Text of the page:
Chester cut (and re-signed) by Seahawks

Discussion in 'The National Football League' started by drewmar74, Sep 30, 2010.

  1. drewmar74

    drewmar74 disgruntled

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    Per PFT:

    We mentioned two days ago that Pete Caroll was jacked and pumped about the expected return to practice of tackle Russell Okung and guard Chester Pitts.

    Pitts is now an ex-Seahawk.

    Jason La Canfora reports Pitts was cut on Thursday after his surgically repaired knee reportedly didn't respond as the team hoped. Seattle's offensive line has dealt with a number of injuries this year and continues to look for the right mix.


    Link

    Hate it for him. Guess the knee hasn't made it all the way back.
     
  2. JB

    JB Old Curmudgeon

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    Probably why the Texans did not make him an offer...
     
  3. TimeKiller

    TimeKiller Guest

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    Career status?
     
  4. beerlover

    beerlover Site Contributor

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    well the Texans did re-sign Ephraim Salaam. I think the right thing to do is bring him back @ some point & retire him as a Texan. :texan:
     
  5. CloakNNNdagger

    CloakNNNdagger Site Contributor

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    It takes a while to recover from microfracture surgery......if you recover at all. But there is still a possibility that he returns later. He has not been given sufficient time to rehab to evaluate if the door is closed or not. In fact, coming back as quickly as he has could have set him back. Evidently, the Texans did not feel that he would be in play shape for this season, and the Seahawks miscalculated and couldn't wait any longer while holding out a roster spot.

     
  6. mattieuk

    mattieuk Site Contributor

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    Man, I'd love to see the guy make a recovery and get playing some football again.

    Hopefully its just a matter of getting out of the firing line, and slowly rehabing himself.
     
  7. Dutchrudder

    Dutchrudder King of the Potato People

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    They made him an offer, but the money was minimal and contingent on his ability to play. So he wouldn't be in much better of a position with us.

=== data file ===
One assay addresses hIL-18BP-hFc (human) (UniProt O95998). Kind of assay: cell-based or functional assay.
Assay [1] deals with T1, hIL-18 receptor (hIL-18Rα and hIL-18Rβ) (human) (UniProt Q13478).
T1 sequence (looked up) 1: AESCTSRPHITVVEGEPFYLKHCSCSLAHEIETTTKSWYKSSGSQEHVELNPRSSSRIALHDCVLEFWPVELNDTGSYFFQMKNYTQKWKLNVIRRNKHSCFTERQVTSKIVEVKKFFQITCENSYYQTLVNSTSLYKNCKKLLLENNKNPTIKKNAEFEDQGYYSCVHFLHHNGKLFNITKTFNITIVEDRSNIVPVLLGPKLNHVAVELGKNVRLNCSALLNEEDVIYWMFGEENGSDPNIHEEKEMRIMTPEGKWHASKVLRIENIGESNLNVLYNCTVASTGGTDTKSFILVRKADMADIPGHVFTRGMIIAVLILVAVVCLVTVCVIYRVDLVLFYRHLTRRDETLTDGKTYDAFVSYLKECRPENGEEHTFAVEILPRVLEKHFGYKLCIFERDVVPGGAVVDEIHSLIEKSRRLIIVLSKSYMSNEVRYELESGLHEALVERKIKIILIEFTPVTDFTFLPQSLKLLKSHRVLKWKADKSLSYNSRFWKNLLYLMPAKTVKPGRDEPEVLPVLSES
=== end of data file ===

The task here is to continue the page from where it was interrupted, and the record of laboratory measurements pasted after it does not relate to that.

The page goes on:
8. CloakNNNdagger

    CloakNNNdagger Site Contributor

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    Certainly, this is what his focus should be on.

    Let me explain why I believe Pitts as an offensive lineman probably did himself no real favors by an “early” return.

    Microfracture surgery is pretty simple technically and is minimally invasive,

    However, unlike most of the sports medicine type surgeries that are performed today, in which we try to accelerate or speed up the recovery process, with microfracture we need to move slowly - putting the "brakes" on the patient for the first few months. The new joint surface that is trying to re-grow is very fragile and needs to be treated with utmost care and respect if it is ever to transform to a full, solid, durable joint surface.

    Athletes should not be permitted to run or do any higher impact activities for approximately four to six months. Return to sports is usually “technically allowed” at the six to nine month mark. However, the entire healing process, including "remodeling" of the joint surface (an ongoing process where better end tissue is made) can take two years. This affords the best and most durable results and the best chance to optimum recovery. You can see , though, why players can easily get impatient. Too early a return to football easily wears down the fragile immature new cartilage and can be filled with setbacks and ultimately to failure.

    So, if a player undergoes microfracture surgery, and they want the best possible long-term result for your knee, then they must be a patient patient.

    We live in a "quick fix" society, and not many of us want to be inconvenienced for a long time. This is one instance where the wait is usually well worth it, especially if you are relying on your knee to give you a second chance.
     


  9. drewmar74

    drewmar74 disgruntled

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    Chester may have rushed it.... what about Charles Spencer - same thing? Might've pushed to hard to get back on the field?
     
  10. CloakNNNdagger

    CloakNNNdagger Site Contributor

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    I believe the answer to both of these players could very well be "yes."

    When you find that professional football players are making it back onto the field during the same time frame expected of Joe Schmo playing occasional weekend sports, you're forcing the issue and usually returning them to action before they reach their peak rehab. Like I mentioned above, recovery can be "optimized" but can usually not miraculously be shortcut. No matter what the level of effort, healing takes time and cannot be rushed without increasing the risk of "failure" to achieve your ultimate desired goals.
     
  11. CT CSTM

    CT CSTM Rookie

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    And he got re-signed on Monday,,,back to Seattle for Pitts!:)
     
  12. JB

    JB Old Curmudgeon

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    Glad to hear it! Chester is one of the good guys.
     

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